Cyber Sprocket is a great development company. The quality of their products is top notch and they have many plugins that contribute to the progression of Word Press as a platform for business web applications. They have done nothing wrong that I can see besides violate some rules that apparently only you know about, Mark, seeing as how they are not posted anywhere on the WordPress Plugins site.

    Further more, their products have been approved in the past and been available for quite some time so clearly not everyone on the WordPress Team shares this hippy ideology that all WordPress plugins must be pure and free of any capitalist corruption.

    So now that you have decided that no one should be able to profit from a WordPress plugin, thousands of customers will no longer be able to get support or updates directly from the WordPress site. That’s assuming they continue doing support for the plugins. I can’t blame a development company for not continueing to support a product they are not getting paid for. This creates a huge problem for me since I have used Store Locator Plus in several websites as well as other Cyber Sprocket WordPress plugins.

    I simply can’t believe that a plugin that has been approved in the past and that many, many people have paid good money for is suddenly dropped out of the blue for these ridicoulous reasons.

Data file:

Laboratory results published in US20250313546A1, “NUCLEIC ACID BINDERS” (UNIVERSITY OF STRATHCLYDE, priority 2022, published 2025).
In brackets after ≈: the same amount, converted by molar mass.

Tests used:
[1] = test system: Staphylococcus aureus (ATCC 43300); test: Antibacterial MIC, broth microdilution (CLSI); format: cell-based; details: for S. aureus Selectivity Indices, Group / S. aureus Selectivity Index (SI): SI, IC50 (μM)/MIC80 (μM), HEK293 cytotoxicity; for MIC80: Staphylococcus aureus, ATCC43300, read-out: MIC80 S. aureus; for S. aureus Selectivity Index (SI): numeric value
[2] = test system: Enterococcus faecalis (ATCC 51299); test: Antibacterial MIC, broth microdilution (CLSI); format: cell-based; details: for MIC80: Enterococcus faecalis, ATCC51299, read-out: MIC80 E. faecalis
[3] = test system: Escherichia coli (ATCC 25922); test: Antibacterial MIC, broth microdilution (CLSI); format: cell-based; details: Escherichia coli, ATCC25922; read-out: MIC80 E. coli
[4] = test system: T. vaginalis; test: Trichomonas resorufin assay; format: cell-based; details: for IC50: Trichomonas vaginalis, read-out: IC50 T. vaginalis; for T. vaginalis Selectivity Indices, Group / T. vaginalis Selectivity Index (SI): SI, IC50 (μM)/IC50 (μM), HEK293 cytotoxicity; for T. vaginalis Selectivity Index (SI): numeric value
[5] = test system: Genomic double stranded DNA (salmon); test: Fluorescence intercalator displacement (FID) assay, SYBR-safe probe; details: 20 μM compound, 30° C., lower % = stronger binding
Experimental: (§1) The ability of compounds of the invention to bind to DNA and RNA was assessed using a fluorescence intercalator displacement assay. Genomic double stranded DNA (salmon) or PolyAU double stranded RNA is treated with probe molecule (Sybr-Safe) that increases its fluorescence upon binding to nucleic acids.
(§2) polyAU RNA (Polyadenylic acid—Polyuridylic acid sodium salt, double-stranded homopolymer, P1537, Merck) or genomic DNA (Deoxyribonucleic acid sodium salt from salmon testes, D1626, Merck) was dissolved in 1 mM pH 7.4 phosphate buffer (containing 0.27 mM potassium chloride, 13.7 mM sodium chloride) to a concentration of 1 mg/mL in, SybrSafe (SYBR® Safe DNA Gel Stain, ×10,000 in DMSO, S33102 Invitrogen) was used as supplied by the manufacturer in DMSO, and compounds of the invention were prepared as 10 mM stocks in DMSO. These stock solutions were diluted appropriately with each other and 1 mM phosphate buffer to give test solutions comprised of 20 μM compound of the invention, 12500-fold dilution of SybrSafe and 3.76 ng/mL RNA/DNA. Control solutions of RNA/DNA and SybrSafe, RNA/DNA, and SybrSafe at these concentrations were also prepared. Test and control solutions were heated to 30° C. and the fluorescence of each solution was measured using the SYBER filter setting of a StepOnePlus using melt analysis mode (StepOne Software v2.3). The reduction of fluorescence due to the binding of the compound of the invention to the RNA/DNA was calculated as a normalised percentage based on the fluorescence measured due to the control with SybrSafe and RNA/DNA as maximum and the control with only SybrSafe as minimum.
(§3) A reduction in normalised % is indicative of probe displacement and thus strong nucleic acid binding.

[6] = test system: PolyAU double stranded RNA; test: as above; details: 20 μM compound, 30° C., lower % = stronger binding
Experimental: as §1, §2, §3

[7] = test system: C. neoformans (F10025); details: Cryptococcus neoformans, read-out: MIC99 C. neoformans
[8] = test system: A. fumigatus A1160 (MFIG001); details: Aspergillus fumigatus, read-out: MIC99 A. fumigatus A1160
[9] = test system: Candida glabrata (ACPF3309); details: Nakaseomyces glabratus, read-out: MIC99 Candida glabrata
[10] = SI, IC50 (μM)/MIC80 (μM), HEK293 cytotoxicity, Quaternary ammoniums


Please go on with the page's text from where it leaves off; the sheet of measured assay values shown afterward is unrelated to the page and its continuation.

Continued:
How do you expect the WordPress community to continue to grow and develop if you snuff out any possibility for developers to make a profit off their work? Don’t get me wrong. I am a strong advocate of open source, but I don’t kid myself into believing that the majority of open source, free applications can stand toe to toe to their commercial counterparts. Compare GIMP to Photoshop, Open Office to Microsoft Office. Ever try to play a PC game on Ubuntu? You can’t, because Ubuntu users don’t pay for their software and there is no reason in the world for Blizzard to port Starcraft 2 for Linux.

    I would gladly pay for a Cyber Sprocket plugin than have to deal with any of the large number of badly written and free plugins cluttering up the WordPress directory.

    Thanks TD.

    Wonder where Mark went. We’d at least like to know how to appease the WordPress gods. Maybe we need to push a virgin into a volcano somewhere.

    Mark (podz)


    Support Maven

    Why a license fee?
    It helps us support the product and provide regular updates.

    Anyone can charge for plugins, or themes, or other code. There are lots of people doing this very successfully for people who use WordPress. But no theme or plugin that wants to charge can be listed in the directory.

    If you want to offer the plugins free and without conditions that would be great and they will be re-included after you have made the changes to the readme.txt
    If you would prefer to ask for the fee then they cannot be re-included.

    It’s that simple.

    Mark (podz)